Is your toddler/preschooler making you insane with their new eating (or not eating) habits? There is good news and there is bad news. First the good news – few kids head off to college while still tossing food from their high chairs or screaming that they will only eat round food. The bad news is
Kids can be weird about food…..really weird!

But, wait, there’s more good news, there are a few things you can do to make the situation better. I promise.

First, take a step back from the situation. If it’s at all possible take an afternoon or an early evening and go (alone or with your partner) to a family-friendly, sit-down restaurant. Your mission is to watch people eat. Do enjoy the meal and the quiet but, keep sight of your main mission. Watch adults order their food and watch them when the food arrives. Notice the lady who opens her sandwich and scrapes off the mayonnaise. Behind you, listen to the gentleman request that his side dishes be placed on plates separate from his entrée. Now, check the couple across the way with the child in a booster seat. Watch the child pick at the food on her tray, tossing some, eating others and getting vocal about the green beans.

You are now ready to head home and face your little person. On the way home, think about what you’ve learned. Everybody has “issues” with food, the biggest difference between a 2-4 year-old and an adult is manners. Does this mean you should give up and start serving your child according to his demand-of-the-day – of course not.

Your goal is three-fold:

  • Feed
  • Finesse
  • Fine Tune

Feed. Remember your once fearless baby who would happily eat just about everything you gave them? If your child has turned 2, 3 or 4 recently, they are a new person. They are developing their own preferences, have become keenly attuned to you, they can sense your stress levels and they are starting to recognize they can potentially control your behavior with their own. Just like above, focus on this mission – your job is to feed your child.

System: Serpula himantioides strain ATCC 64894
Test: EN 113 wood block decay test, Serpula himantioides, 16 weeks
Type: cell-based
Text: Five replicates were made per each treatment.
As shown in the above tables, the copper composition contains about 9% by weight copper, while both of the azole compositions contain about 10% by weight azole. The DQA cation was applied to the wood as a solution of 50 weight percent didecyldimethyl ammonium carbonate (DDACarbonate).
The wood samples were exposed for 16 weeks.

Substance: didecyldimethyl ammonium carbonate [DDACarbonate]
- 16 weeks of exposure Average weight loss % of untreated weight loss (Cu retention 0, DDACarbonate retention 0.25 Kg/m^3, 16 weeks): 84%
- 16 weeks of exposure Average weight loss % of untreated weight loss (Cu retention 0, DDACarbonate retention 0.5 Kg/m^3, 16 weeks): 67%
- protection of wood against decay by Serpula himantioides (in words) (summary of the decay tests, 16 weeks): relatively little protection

Keep in mind that a 2-4 year-old’s stomach is about the size of his fist. (Go ahead, try it., can you fit your fist into your mouth – Yep neither can your child.) That’s not a lot of food, so as a reminder trace their fist and tack it to the fridge as a reminder. Throughout the day, water should be the drink of choice, only offering milk or water with meals. Skip juice, juice boxes and soda unless it’s a birthday or holiday. Those are the basics.

What do you do when your child refuses food of a certain color?

It happens, you wake up one morning and your little person insists they only like white food for breakfast for example. Oatmeal is not white enough, so check the fridge, do you have leftover rice or potatoes, or have any fish in the freezer? Try not to make a big deal out of the new demand as children all over the world eat rice and/or potatoes for breakfast.

What if your child refuses to eat meat?

For a lot of small people, texture is a big thing with meat. Try ground meat, small bits of chicken, tuna and even things like ribs or wings (for kids over 3). If they are really resistant, back off and try a new approach to protein – eggs, hummus, beans/rice and peanut butter.

What do you do with a child who freaks out over vegetables?

Many families eat the same vegetables over and over because that is what they prefer. When you add a new person to the mix, you might learn that they don’t share your preferences. Introduce new choices, plus offer dipping options such as cheese, sour cream, yogurt, ketchup, mustard, etc.

Keep your cool!

You are not running a diner. Offer at least one choice at each meal that matches your child’s new-found desire. Don’t make it a big deal. If that’s all he eats for a meal, it’s okay. If you are living in a developed country, your child is not going to get rickets or starve. The key here is that you are offering him a choice without completely making him a new meal.

Be firm